Dialectical Behavioral Therapy (DBT) is an extension of Cognitive Behavioral Therapy. Originally developed to treat people with borderline personality disorders, it has been shown to be effective in addressing a number of other disorders, including addiction to drugs and alcohol and substance abuse disorder. Its primary focus is the development of the skills necessary to maintain functionality and sobriety.
At Avery Lane, DBT starts by recognizing that people often come to addiction and substance misuse from backgrounds where they did not receive the love and acceptance necessary for them to learn to love and accept themselves. In fact, this is particularly true for women. Most women dealing with addiction report significant traumatic events in their past, often in the form of abusive relationships. The nonjudgmental acceptance promoted by DBT gives them the love and support needed to develop the skills necessary for long-term recovery.
DBT is provided through a mixture of individual and group therapy sessions. Four primary groups of skills are taught that help people address their addiction:
Mindfulness: Learning to be mindful involves a focus on the present moment. Women dealing with addiction are often burdened by guilt from the past and anxiety about the future. Dialectical Behavioral Therapy teaches women how to set aside these concerns that are beyond their control. This allows them to focus on the present moment and, in doing so, they learn to step back and analyze their feelings in a nonjudgmental manner.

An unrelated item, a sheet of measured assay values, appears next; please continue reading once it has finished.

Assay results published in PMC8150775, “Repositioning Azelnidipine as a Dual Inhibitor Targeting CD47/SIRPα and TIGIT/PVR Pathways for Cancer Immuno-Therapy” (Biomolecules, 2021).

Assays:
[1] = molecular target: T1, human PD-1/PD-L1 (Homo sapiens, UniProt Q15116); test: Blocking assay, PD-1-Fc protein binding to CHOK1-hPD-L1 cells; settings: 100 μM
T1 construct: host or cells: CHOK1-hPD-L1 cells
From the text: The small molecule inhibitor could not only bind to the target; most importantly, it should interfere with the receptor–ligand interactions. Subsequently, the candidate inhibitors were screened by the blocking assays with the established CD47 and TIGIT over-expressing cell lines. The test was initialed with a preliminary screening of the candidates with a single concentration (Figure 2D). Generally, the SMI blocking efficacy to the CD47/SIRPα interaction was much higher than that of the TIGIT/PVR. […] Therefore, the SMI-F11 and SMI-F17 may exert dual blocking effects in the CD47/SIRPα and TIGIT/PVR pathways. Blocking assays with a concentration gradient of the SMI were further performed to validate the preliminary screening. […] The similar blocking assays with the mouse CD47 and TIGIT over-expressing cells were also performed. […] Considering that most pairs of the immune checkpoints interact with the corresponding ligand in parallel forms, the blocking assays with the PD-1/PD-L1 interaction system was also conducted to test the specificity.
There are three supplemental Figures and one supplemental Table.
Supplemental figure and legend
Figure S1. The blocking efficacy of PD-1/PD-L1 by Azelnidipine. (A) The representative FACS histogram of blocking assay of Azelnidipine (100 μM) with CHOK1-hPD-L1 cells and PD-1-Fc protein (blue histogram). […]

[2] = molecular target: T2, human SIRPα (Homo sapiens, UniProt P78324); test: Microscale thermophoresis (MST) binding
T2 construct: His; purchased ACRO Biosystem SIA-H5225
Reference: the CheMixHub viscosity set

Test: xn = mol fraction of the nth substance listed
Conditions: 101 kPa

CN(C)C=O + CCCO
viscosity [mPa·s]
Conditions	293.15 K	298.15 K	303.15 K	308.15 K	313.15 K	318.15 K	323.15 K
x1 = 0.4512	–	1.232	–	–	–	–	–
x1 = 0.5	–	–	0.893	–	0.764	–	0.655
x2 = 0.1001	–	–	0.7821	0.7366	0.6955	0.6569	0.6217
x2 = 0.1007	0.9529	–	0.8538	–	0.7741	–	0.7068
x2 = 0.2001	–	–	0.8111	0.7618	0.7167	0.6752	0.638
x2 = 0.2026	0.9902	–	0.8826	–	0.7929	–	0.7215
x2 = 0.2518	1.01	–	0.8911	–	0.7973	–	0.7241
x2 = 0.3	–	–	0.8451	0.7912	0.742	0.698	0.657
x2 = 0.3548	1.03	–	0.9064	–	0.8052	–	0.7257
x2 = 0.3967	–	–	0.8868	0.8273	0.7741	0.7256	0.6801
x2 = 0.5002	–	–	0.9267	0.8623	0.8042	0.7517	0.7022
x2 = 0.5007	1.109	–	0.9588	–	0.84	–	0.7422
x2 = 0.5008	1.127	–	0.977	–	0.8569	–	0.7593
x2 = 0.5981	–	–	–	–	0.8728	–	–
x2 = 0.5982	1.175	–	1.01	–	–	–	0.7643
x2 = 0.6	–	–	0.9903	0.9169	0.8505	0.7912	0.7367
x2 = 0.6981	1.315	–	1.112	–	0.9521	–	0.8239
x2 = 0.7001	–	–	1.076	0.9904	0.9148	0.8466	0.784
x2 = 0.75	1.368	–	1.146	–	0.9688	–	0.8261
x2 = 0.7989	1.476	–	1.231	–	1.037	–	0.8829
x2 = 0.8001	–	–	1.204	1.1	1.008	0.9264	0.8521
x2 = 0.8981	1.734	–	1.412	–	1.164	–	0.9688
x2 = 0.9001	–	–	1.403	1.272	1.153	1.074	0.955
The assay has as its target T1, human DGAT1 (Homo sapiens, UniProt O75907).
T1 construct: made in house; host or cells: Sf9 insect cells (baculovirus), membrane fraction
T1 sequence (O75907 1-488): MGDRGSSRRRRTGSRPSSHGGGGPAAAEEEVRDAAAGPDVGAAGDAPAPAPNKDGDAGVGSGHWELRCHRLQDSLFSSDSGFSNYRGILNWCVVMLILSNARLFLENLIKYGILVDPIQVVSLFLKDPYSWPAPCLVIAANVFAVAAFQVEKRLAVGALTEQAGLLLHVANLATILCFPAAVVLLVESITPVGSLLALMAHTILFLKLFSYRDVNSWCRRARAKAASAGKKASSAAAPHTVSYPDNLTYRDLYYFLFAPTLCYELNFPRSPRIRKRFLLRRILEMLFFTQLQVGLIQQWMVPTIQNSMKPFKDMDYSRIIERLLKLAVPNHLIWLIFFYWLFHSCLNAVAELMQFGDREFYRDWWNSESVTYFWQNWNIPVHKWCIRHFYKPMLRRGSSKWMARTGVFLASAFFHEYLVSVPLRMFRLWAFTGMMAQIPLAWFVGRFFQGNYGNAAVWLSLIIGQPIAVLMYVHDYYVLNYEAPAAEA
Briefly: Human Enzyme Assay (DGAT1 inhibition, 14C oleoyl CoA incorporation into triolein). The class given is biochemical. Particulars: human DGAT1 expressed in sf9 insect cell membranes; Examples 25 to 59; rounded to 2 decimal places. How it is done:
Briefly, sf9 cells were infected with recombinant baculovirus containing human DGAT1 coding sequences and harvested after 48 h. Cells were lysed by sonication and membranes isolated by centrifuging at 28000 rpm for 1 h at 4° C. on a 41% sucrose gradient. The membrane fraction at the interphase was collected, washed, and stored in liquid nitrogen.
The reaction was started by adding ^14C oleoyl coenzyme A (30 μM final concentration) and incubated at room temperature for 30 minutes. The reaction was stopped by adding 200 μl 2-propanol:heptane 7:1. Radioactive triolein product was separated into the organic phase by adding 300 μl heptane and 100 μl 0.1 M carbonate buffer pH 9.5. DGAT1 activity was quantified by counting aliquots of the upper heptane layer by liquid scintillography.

Distress Tolerance: Learning to tolerate distress helps women cope with uncomfortable emotions. Many women have become addicted because they use drugs and alcohol to squelch emotional pain. Distress tolerance training helps them learn to deal with distress without resorting to substances. They discover how to accept uncomfortable situations and feelings in a nonjudgmental way instead of immediately trying to escape them. This is often accomplished by learning to discover meaning in the present moment.
Emotional Self-regulation: DBT helps women at Avery Lane develop the skills needed to regulate their own emotions. It is the dialectical counterpart to distress tolerance. While distress tolerance helps women with addiction cope with their emotions, self-regulation allows them to acknowledge, label, and change those emotions. By deconstructing emotional pathways, women at Avery Lane learn to recognize the root cause of each individual emotion, which in turn helps them change their emotional state in the present and prevent destructive emotional responses in the future.
Interpersonal Effectiveness: A final set of skills developed in DBT are those relating to interpersonal relationships. Women in treatment at Avery Lane learn how to set boundaries, how to say “no,” and how to ask for what they need from their family and friends.